Global Marketing Chapter 4

ways of living, built up by a group of human beings, that are transmitted from one generation to another
social institutions
function to reinforce cultural norms
Hofstede’s definition of culture
the collective programming of the mind that distinguishes the members of one category of people from those of another
1. material culture
2. nonmaterial culture
what are the 2 broad categories of cultural elements?
material culture
“physical component/culture”, physical objects & artifacts created by humans
nonmaterial culture
“subjective/abstract culture”, intangibles like religion, perceptions, attitudes, beliefs, values
Global Consumer Culture Positioning (GCCP)
positioning strategy that seeks to differentiate product, brand, or company as a symbol of, or association w/, a global culture or a global market segment
learned tendency to respond in consistent way to given object/entity
organized pattern of knowledge an individual holds to be true about world
enduring belief/feeling that specific mode of conduct is personally/socially preferable to another mode of conduct
smaller groups of people w/ their own shared subset of attitudes, beliefs, & values
source of society’s beliefs, attitudes, & values
buddhism, hinduism, islam, judaism, christianity
what are the world’s 5 major religions?
visual aesthetics
embodied in color or shape of product, label, package
rules of sentence, formation
system of meaning
system of sound patterns
word formation
nonverbal communication
gestures, touching, & other body language
study of signs & their meanings
verbal communication
what kind of communication do people who grow up in the WEST use more?
nonverbal communication
what kind of communication do people who grow up in the EAST use more?
low-context culture
– messages are explicit & specific
– words carry most of communication power
– deals aren’t made on character, background & values, but on words & numbers
– US, Switzerland, Germany
high-context culture
– less information contained in verbal part of message
– more information in context of communication
– function w/ less legal paperwork
– who you are
– Japan, Saudi Arabia
individualistic cultures
people look after their own & family interest
collectivistic cultures
people expect the group to look after & protect them
power distance
extent to which less powerful members of society accept power to be distributed equally
high power distance
accepts wide differences in power; great respect for authority
low power distance
plays down inequalities; employees not afraid to approach boss
high power distance
what kind of power distance do Hong Kong & France have?
low power distance
what kind of power distance do Germany, Austria, Netherlands, and Scandinavia have?
uncertainty avoidance
extent to which members of society are uncomfortable w/ clear, ambiguous, or unstructured situations; tolerance of differing opinions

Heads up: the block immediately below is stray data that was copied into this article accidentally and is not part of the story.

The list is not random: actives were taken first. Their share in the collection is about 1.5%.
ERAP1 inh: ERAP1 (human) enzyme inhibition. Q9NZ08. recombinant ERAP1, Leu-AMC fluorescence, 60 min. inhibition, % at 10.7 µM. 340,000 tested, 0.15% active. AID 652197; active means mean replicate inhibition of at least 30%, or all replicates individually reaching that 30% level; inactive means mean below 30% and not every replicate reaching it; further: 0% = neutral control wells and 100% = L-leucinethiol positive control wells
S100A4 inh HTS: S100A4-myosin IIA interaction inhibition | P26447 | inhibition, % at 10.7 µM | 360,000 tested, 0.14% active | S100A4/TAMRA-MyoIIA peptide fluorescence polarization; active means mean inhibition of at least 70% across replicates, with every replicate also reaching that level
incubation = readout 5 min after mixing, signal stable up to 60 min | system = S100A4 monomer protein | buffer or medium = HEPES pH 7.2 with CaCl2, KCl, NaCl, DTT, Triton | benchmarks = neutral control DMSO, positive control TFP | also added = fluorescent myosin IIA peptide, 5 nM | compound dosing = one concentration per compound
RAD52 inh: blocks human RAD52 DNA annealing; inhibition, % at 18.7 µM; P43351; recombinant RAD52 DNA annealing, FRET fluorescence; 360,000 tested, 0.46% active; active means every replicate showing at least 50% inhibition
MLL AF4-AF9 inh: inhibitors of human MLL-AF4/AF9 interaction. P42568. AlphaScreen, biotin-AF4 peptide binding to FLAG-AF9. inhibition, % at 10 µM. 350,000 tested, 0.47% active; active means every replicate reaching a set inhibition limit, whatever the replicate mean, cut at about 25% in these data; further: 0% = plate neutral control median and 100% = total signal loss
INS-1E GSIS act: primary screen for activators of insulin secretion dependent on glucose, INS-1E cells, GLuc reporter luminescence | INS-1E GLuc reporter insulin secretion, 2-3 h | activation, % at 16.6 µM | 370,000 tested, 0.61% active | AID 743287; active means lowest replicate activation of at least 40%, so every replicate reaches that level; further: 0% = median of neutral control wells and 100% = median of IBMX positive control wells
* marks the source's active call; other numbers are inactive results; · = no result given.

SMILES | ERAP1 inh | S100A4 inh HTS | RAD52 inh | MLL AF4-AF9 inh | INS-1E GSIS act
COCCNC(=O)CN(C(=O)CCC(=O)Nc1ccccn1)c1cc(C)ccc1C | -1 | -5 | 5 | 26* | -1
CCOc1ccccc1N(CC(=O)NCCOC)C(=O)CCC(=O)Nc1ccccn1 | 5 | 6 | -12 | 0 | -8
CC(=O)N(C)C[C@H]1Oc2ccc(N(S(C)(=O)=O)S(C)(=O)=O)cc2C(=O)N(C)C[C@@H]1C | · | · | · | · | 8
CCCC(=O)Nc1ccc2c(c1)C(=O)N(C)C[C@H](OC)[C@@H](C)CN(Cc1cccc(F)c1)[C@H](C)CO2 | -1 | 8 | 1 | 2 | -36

high uncertainty avoidance
threatened w/ ambiguity & experience high anxiety
low uncertainty avoidance
comfortable w/ risks; tolerant of different behavior & opinions
describes society where men are expected to be assertive, competitive, & concerned w/ material success & women fulfill role of nurturer & are concerned with issues like welfare of children
describes society where social roles of men & women overlap, w/ neither gender exhibiting overly ambitious or competitive behavior
Long-term orientation
people look to future & value thrift & persistence
Short-term orientation
people value tradition & past
The Self-Reference Criterion (SRC)
the unconscious reference to one’s own cultural values
1. define problem in terms of home-country cultural traits
2. define problem in terms of host-country cultural traits
3. isolate SRC influence & examine
4. redefine problem without SRC influence & solve for host-country market situation
what is the 4-step framework to the Self-Reference Criterion (SRC)?
adoption process
the mental stages an individual passes from time of his/her first knowledge of an innovation to time of product adoption/purchase
1. awareness
2. interest
3. evaluation
4. trial
5. adoption
what are the 5 phases an individual passes through in proceeding from 1st knowledge of product to final adoption/purchase?
characteristics of innovations
the factors that affect the rate at which innovations are adopted
relative advantage
how a new product compares with existing products or methods in eyes of customers
extent to which product is consistent w/ existing values & past experiences of adopters
degree to which an innovation/new product is difficult to understand/use
ability of product to be tried & used on limited basis without great expense
degree to which benefits of an innovation or value of a product may be communicated to potential market
1. relative advantage
2. compatibility
3. complexity
4. divisibility
5. communicability
what are the 5 characteristics of innovations?
adopter categories
classifications of individuals within the market on basis of innovativeness
1. innovators
2. early adopters
3. early majority
4. late majority
5. laggards
5 categories of normal distribution
Interaction effect
process through which individuals who have adopted innovation influence others
environmental sensitivity
reflects extent to which products must be adapted to culture-specific needs of different national markets

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